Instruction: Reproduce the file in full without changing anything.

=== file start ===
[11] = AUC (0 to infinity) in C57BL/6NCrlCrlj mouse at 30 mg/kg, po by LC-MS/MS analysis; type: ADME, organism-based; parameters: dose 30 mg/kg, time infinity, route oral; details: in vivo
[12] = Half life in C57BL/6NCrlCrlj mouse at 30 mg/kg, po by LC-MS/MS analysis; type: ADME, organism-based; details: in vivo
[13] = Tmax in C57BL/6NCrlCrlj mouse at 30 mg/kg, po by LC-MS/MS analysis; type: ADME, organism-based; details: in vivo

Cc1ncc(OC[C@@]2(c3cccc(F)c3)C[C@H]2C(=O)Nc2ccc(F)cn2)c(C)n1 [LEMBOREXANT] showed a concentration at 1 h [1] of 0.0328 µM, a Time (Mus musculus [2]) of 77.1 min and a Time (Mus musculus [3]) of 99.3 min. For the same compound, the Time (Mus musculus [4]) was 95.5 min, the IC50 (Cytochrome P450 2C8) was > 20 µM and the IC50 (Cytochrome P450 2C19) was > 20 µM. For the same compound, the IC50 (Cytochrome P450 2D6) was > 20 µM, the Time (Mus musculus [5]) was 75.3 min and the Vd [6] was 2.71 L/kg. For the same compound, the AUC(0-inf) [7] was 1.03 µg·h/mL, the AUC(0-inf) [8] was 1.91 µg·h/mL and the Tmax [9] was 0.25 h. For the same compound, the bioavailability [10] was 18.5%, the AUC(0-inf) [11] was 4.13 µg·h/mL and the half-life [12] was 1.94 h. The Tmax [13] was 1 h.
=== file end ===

[11] = AUC (0 to infinity) in C57BL/6NCrlCrlj mouse at 30 mg/kg, po by LC-MS/MS analysis; type: ADME, organism-based; parameters: dose 30 mg/kg, time infinity, route oral; details: in vivo
[12] = Half life in C57BL/6NCrlCrlj mouse at 30 mg/kg, po by LC-MS/MS analysis; type: ADME, organism-based; details: in vivo
[13] = Tmax in C57BL/6NCrlCrlj mouse at 30 mg/kg, po by LC-MS/MS analysis; type: ADME, organism-based; details: in vivo

Cc1ncc(OC[C@@]2(c3cccc(F)c3)C[C@H]2C(=O)Nc2ccc(F)cn2)c(C)n1 [LEMBOREXANT] showed a concentration at 1 h [1] of 0.0328 µM, a Time (Mus musculus [2]) of 77.1 min and a Time (Mus musculus [3]) of 99.3 min. For the same compound, the Time (Mus musculus [4]) was 95.5 min, the IC50 (Cytochrome P450 2C8) was > 20 µM and the IC50 (Cytochrome P450 2C19) was > 20 µM. For the same compound, the IC50 (Cytochrome P450 2D6) was > 20 µM, the Time (Mus musculus [5]) was 75.3 min and the Vd [6] was 2.71 L/kg. For the same compound, the AUC(0-inf) [7] was 1.03 µg·h/mL, the AUC(0-inf) [8] was 1.91 µg·h/mL and the Tmax [9] was 0.25 h. For the same compound, the bioavailability [10] was 18.5%, the AUC(0-inf) [11] was 4.13 µg·h/mL and the half-life [12] was 1.94 h. The Tmax [13] was 1 h.